And how convenient: When the zip line ends, you’re at the Descanso Beach Club. Set in scenic Descanso Cove off the harbor, it’s an enticing spot to lounge on the beach, swim, snorkel, kayak, stand-up paddle board, or get a couple’s massage. Massages by the Sea will ease your tension as you listen to the waves lapping against the shore from the privacy of your own cabana on the beach. (310) 510-7410, (310) 510-3331, www.visitcatalinaisland.com
If you haven’t seen any of the marine life yet, hop on one of the boats, and get a tour that’s up close and personal. And if catching fish is what you’re after, join a guided tour or find your own special spot. Or go diving in the kelp forests.
Catalina is made for hiking. Get your mandatory hiking permit and hit the many back roads and trails. The endless views and the rolling hills are captivating. Or walk a mile-and-a-half outside town to the Wrigley Memorial and Botanical Garden. There you’ll learn about the native plants as you tour the grounds and take in more spectacular views. (310) 510-2897, www.visitcatalinaisland.com
At an island resort like Catalina, shopping is in the center of town. Find gifts, souvenirs, and any beach essential you might need. Galleries are plentiful and full of arts and crafts. And don’t miss the Catalina Island Museum Store with a selection reminiscent of Catalina’s history.
Ice cream cones and candy tempt from an endless number of storefronts. With so many cafes, pubs, bars, and restaurants with great views, here are our choices:
For lunch hit the only bar and restaurant on the beach in Avalon at the Descanso Beach Club. Sit on the outdoor patio or have your meal and drinks delivered to you on the beach; either way, you’ll be in the middle of the action. We had the peel-and-eat shrimp (half a pound steamed in beer and seasoning) and the Catalina ceviche (shrimp, scallops and tilapia marinated in pico de gallo lime sauce). Both were palate pleasers on a warm day. (310) 510-7410, www.visitcatalinaisland.com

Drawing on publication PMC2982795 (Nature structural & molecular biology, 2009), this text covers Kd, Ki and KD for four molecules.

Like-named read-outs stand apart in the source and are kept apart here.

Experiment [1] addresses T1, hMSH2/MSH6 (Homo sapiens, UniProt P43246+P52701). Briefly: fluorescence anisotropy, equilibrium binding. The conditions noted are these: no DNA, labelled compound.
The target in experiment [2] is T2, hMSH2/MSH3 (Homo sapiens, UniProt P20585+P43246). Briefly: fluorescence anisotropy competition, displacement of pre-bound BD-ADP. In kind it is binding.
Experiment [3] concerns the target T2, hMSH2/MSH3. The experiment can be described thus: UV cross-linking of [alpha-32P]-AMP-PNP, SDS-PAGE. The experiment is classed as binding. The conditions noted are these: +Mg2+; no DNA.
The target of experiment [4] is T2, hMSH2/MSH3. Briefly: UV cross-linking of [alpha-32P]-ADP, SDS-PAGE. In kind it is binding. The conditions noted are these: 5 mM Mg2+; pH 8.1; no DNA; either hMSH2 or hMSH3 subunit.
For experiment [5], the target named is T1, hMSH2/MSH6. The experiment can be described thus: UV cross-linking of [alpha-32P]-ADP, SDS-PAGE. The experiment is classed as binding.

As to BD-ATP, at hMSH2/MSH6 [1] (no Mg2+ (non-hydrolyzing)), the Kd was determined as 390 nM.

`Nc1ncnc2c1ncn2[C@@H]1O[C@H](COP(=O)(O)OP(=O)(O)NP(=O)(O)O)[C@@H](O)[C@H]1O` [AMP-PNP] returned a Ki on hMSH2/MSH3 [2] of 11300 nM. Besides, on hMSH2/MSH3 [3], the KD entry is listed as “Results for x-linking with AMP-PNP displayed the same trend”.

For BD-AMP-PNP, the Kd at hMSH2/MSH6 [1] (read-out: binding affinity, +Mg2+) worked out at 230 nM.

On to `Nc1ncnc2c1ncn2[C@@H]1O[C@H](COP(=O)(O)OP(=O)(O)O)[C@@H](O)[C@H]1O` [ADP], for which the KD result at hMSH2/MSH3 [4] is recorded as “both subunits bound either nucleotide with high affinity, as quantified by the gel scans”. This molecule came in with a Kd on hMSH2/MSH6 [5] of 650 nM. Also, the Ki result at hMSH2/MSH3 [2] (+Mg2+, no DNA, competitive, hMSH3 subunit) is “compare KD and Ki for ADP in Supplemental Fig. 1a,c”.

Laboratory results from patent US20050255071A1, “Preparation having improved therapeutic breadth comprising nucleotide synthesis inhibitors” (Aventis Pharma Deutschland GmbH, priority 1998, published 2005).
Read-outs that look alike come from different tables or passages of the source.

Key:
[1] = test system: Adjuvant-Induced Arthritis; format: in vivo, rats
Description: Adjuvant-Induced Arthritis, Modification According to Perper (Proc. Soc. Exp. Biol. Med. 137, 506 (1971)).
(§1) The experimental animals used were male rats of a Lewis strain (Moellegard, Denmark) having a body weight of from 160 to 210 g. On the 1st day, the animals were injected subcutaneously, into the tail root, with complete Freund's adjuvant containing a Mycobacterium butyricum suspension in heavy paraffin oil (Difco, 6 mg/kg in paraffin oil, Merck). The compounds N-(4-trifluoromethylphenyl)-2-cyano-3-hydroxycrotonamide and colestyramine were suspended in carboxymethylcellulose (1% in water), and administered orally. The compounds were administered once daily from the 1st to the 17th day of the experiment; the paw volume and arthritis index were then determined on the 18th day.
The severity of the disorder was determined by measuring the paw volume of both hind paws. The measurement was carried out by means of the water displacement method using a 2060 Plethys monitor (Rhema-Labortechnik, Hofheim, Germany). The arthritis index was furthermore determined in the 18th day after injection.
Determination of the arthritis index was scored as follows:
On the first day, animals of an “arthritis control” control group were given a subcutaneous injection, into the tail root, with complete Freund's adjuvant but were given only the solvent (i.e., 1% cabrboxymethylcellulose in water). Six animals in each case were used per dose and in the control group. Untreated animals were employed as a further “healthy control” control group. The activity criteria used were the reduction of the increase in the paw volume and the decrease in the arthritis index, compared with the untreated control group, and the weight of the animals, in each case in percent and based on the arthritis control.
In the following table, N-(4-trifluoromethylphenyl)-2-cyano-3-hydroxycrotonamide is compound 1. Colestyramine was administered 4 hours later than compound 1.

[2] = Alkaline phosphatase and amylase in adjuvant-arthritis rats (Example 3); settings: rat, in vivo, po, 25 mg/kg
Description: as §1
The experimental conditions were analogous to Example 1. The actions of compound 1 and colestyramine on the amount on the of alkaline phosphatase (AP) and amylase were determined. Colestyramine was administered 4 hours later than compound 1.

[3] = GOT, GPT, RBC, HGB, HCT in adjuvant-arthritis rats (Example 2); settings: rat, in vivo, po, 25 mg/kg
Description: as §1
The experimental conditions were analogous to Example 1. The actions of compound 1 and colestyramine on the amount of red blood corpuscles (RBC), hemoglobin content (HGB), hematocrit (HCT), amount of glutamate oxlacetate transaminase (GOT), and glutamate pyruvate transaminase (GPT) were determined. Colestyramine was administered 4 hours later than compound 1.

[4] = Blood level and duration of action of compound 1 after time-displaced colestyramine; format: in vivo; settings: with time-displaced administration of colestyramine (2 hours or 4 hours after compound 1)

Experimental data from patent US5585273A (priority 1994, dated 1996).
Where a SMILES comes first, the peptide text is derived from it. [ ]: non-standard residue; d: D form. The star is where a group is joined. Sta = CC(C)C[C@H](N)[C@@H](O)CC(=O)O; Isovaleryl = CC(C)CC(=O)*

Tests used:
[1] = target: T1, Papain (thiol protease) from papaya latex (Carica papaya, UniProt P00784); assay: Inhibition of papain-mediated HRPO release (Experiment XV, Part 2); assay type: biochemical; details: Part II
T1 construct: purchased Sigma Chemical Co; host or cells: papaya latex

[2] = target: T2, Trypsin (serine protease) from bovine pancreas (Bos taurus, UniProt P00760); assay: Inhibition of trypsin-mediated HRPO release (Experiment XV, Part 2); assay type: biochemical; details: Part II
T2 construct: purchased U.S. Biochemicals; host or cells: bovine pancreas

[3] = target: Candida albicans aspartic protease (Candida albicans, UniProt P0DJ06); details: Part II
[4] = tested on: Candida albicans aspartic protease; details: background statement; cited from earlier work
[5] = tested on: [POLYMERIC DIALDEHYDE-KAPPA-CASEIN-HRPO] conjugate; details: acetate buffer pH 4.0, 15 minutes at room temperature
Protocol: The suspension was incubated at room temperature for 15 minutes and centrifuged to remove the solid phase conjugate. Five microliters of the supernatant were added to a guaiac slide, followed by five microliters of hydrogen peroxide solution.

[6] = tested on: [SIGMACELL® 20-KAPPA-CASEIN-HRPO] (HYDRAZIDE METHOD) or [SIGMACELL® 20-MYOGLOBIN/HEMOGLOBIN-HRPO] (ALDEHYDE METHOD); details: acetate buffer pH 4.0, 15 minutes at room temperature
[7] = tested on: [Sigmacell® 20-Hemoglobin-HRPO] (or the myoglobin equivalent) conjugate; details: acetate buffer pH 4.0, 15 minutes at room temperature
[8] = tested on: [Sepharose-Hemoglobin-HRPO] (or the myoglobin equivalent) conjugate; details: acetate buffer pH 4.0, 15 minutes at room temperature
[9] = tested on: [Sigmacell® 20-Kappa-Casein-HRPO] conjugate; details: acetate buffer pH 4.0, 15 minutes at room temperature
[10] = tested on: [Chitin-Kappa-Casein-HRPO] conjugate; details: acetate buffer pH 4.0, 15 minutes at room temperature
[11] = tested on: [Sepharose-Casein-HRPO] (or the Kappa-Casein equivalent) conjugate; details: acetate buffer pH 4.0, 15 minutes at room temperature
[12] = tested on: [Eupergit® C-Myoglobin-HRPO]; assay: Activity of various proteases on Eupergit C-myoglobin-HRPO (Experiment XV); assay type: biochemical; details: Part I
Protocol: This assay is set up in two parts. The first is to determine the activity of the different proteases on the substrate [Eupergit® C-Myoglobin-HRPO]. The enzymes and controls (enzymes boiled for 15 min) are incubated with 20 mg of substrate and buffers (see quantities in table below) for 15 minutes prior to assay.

The delightful seaside location of the Avalon Bar & Grill adds to the lively atmosphere. Specialty drinks abound, so we started with a pear mojito to help set the island tone. With lots of interesting starters, we chose fried green beans with tarragon aioli and crispy Brussels sprouts with cranberries, almonds and pancetta. For entrées, it was the ahi tuna burger with sesame-ginger slaw and grilled onions and the BBQ beef brisket with smoked cheddar mac ‘n’ cheese. The 2007 Sanford Santa Rita Hills Pinot Noir was the perfect accompaniment. For a decadent ending to the meal, go for the deep-fried Oreo ice cream sandwich with chocolate sauce, then take a long walk under the stars and twinkling lights of the harbor. (310) 510-7494, www.avalonbarandgrill.com
Catalina Country Club, the former home of the Chicago Cubs during spring training, is a short walk from the town center. The seafood tower is the way to go — loaded with mussels, clams oysters, shrimp, crab, and more. (310) 510-7404, www.visitcatalinaisland.com